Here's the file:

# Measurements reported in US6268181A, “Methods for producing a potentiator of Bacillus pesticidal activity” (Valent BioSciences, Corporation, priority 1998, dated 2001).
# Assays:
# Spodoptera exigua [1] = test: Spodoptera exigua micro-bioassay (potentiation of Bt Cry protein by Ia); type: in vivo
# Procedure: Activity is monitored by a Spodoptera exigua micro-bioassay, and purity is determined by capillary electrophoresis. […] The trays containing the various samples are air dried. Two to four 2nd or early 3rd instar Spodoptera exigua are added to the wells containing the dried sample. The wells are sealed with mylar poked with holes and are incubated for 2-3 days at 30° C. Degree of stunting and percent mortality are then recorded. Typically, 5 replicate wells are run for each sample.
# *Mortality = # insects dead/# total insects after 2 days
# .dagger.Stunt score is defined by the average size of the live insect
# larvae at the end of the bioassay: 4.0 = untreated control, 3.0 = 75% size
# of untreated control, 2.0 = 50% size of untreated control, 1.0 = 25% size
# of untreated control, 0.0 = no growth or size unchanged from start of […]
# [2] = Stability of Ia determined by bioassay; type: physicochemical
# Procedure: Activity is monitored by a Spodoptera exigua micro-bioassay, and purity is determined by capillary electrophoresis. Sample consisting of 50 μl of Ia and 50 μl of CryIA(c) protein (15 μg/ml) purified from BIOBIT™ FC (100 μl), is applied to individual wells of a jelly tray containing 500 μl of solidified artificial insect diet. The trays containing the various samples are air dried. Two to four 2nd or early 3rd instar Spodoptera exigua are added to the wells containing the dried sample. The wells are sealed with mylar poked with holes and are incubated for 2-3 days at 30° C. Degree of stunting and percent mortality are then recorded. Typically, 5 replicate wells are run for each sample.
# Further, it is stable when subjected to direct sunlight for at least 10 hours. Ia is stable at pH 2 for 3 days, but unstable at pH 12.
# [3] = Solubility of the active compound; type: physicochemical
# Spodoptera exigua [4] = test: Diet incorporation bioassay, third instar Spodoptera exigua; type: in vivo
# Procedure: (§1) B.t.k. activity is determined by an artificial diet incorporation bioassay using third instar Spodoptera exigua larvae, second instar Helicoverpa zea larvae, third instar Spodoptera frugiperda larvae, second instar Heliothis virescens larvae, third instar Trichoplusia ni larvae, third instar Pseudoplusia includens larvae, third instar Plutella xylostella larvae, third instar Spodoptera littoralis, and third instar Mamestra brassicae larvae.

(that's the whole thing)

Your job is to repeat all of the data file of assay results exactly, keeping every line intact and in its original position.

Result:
# Measurements reported in US6268181A, “Methods for producing a potentiator of Bacillus pesticidal activity” (Valent BioSciences, Corporation, priority 1998, dated 2001).
# Assays:
# Spodoptera exigua [1] = test: Spodoptera exigua micro-bioassay (potentiation of Bt Cry protein by Ia); type: in vivo
# Procedure: Activity is monitored by a Spodoptera exigua micro-bioassay, and purity is determined by capillary electrophoresis. […] The trays containing the various samples are air dried. Two to four 2nd or early 3rd instar Spodoptera exigua are added to the wells containing the dried sample. The wells are sealed with mylar poked with holes and are incubated for 2-3 days at 30° C. Degree of stunting and percent mortality are then recorded. Typically, 5 replicate wells are run for each sample.
# *Mortality = # insects dead/# total insects after 2 days
# .dagger.Stunt score is defined by the average size of the live insect
# larvae at the end of the bioassay: 4.0 = untreated control, 3.0 = 75% size
# of untreated control, 2.0 = 50% size of untreated control, 1.0 = 25% size
# of untreated control, 0.0 = no growth or size unchanged from start of […]
# [2] = Stability of Ia determined by bioassay; type: physicochemical
# Procedure: Activity is monitored by a Spodoptera exigua micro-bioassay, and purity is determined by capillary electrophoresis. Sample consisting of 50 μl of Ia and 50 μl of CryIA(c) protein (15 μg/ml) purified from BIOBIT™ FC (100 μl), is applied to individual wells of a jelly tray containing 500 μl of solidified artificial insect diet. The trays containing the various samples are air dried. Two to four 2nd or early 3rd instar Spodoptera exigua are added to the wells containing the dried sample. The wells are sealed with mylar poked with holes and are incubated for 2-3 days at 30° C. Degree of stunting and percent mortality are then recorded. Typically, 5 replicate wells are run for each sample.
# Further, it is stable when subjected to direct sunlight for at least 10 hours. Ia is stable at pH 2 for 3 days, but unstable at pH 12.
# [3] = Solubility of the active compound; type: physicochemical
# Spodoptera exigua [4] = test: Diet incorporation bioassay, third instar Spodoptera exigua; type: in vivo
# Procedure: (§1) B.t.k. activity is determined by an artificial diet incorporation bioassay using third instar Spodoptera exigua larvae, second instar Helicoverpa zea larvae, third instar Spodoptera frugiperda larvae, second instar Heliothis virescens larvae, third instar Trichoplusia ni larvae, third instar Pseudoplusia includens larvae, third instar Plutella xylostella larvae, third instar Spodoptera littoralis, and third instar Mamestra brassicae larvae.